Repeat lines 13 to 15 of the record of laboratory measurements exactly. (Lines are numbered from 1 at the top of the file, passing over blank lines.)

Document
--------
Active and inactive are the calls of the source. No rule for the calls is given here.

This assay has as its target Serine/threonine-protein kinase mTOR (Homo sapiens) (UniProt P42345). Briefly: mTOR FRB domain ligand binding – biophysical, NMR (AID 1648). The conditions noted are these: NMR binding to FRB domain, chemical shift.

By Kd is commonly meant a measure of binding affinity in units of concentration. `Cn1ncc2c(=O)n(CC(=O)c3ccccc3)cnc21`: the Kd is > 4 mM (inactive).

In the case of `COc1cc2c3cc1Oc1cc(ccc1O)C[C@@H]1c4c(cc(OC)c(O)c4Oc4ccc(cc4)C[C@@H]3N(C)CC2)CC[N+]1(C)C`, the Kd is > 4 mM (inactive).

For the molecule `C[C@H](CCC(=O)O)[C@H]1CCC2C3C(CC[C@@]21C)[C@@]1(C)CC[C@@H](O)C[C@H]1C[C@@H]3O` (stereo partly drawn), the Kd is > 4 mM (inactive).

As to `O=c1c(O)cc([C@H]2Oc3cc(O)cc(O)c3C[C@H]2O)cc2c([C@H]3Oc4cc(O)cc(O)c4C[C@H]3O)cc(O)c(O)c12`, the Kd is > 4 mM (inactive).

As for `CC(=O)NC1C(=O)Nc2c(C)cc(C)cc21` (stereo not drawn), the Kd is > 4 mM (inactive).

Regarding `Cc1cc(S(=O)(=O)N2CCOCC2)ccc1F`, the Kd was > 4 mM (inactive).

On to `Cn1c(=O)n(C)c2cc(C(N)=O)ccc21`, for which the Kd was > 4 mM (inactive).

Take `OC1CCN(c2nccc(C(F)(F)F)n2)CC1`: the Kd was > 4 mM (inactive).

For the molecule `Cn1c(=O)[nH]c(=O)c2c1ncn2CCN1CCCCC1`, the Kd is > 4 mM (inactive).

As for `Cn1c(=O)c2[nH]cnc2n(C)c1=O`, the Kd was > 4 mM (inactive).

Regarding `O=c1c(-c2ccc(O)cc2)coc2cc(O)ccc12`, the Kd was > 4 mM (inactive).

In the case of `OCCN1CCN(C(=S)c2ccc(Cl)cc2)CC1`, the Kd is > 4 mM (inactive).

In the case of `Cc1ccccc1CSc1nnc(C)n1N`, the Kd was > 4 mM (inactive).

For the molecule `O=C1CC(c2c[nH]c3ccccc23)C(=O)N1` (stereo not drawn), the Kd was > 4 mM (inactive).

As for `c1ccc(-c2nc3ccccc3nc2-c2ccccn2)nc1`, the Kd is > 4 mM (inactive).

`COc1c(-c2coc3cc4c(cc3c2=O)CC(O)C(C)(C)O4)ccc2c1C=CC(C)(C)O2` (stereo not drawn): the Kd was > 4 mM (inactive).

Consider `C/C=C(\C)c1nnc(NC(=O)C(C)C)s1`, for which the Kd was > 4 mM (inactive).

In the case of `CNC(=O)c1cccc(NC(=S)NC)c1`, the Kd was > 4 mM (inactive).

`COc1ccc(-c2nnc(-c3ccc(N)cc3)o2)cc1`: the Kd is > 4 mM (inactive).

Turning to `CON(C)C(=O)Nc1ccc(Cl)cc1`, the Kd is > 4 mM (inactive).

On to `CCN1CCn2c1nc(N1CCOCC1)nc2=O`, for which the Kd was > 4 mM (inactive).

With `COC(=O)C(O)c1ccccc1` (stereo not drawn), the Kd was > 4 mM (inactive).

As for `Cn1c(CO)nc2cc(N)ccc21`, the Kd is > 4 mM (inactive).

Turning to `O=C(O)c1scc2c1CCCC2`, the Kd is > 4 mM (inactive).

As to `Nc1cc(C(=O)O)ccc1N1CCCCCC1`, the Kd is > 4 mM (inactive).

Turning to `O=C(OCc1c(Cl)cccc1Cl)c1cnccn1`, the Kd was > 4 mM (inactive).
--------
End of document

Regarding `O=c1c(-c2ccc(O)cc2)coc2cc(O)ccc12`, the Kd was > 4 mM (inactive).

In the case of `OCCN1CCN(C(=S)c2ccc(Cl)cc2)CC1`, the Kd is > 4 mM (inactive).

In the case of `Cc1ccccc1CSc1nnc(C)n1N`, the Kd was > 4 mM (inactive).